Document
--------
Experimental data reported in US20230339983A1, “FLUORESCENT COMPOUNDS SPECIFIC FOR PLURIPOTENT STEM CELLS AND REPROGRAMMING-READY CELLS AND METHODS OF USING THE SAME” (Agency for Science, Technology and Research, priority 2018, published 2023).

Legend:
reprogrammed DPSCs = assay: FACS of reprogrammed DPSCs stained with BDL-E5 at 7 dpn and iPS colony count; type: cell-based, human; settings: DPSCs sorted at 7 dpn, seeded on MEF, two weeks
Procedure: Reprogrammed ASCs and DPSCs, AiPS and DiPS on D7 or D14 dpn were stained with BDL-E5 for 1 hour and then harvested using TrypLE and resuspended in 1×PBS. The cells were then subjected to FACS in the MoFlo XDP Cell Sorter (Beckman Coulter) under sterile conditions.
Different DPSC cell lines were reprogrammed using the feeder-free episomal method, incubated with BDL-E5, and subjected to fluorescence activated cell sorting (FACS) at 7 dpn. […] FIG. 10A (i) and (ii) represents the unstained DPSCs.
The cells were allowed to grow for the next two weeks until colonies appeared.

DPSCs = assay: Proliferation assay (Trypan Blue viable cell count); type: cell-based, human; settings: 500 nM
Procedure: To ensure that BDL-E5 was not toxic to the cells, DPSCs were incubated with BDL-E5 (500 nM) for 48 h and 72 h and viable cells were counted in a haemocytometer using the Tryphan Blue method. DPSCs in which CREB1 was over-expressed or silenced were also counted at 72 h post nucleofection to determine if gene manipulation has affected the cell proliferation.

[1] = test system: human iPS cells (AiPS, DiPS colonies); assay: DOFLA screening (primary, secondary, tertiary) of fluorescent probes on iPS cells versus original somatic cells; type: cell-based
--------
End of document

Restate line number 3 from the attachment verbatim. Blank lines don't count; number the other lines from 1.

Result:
reprogrammed DPSCs = assay: FACS of reprogrammed DPSCs stained with BDL-E5 at 7 dpn and iPS colony count; type: cell-based, human; settings: DPSCs sorted at 7 dpn, seeded on MEF, two weeks